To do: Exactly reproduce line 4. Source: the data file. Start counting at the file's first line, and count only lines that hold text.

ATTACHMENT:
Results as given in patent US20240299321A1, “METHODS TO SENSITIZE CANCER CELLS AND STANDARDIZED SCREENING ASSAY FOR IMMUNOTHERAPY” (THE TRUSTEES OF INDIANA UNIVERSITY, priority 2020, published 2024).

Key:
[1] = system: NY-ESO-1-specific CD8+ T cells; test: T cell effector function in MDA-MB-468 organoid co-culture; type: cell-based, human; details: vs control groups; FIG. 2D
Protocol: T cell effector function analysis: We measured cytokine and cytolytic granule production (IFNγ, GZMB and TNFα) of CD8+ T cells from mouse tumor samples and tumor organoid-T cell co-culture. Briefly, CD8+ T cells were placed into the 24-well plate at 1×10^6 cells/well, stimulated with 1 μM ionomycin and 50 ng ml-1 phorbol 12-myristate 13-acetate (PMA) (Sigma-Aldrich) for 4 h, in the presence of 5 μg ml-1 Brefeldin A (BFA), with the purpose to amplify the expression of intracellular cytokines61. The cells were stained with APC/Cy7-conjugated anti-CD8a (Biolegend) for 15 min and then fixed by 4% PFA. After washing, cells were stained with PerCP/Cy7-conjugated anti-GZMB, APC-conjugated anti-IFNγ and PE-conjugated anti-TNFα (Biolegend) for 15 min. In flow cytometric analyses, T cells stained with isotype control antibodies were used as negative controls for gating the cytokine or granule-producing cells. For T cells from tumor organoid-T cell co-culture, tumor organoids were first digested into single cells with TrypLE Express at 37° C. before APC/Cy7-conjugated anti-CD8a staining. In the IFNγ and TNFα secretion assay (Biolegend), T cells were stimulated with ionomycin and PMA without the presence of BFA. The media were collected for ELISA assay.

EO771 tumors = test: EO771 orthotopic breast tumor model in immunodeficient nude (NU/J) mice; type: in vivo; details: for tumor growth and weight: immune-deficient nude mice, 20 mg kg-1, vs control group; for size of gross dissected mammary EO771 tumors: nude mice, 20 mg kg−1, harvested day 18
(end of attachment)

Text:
Protocol: T cell effector function analysis: We measured cytokine and cytolytic granule production (IFNγ, GZMB and TNFα) of CD8+ T cells from mouse tumor samples and tumor organoid-T cell co-culture. Briefly, CD8+ T cells were placed into the 24-well plate at 1×10^6 cells/well, stimulated with 1 μM ionomycin and 50 ng ml-1 phorbol 12-myristate 13-acetate (PMA) (Sigma-Aldrich) for 4 h, in the presence of 5 μg ml-1 Brefeldin A (BFA), with the purpose to amplify the expression of intracellular cytokines61. The cells were stained with APC/Cy7-conjugated anti-CD8a (Biolegend) for 15 min and then fixed by 4% PFA. After washing, cells were stained with PerCP/Cy7-conjugated anti-GZMB, APC-conjugated anti-IFNγ and PE-conjugated anti-TNFα (Biolegend) for 15 min. In flow cytometric analyses, T cells stained with isotype control antibodies were used as negative controls for gating the cytokine or granule-producing cells. For T cells from tumor organoid-T cell co-culture, tumor organoids were first digested into single cells with TrypLE Express at 37° C. before APC/Cy7-conjugated anti-CD8a staining. In the IFNγ and TNFα secretion assay (Biolegend), T cells were stimulated with ionomycin and PMA without the presence of BFA. The media were collected for ELISA assay.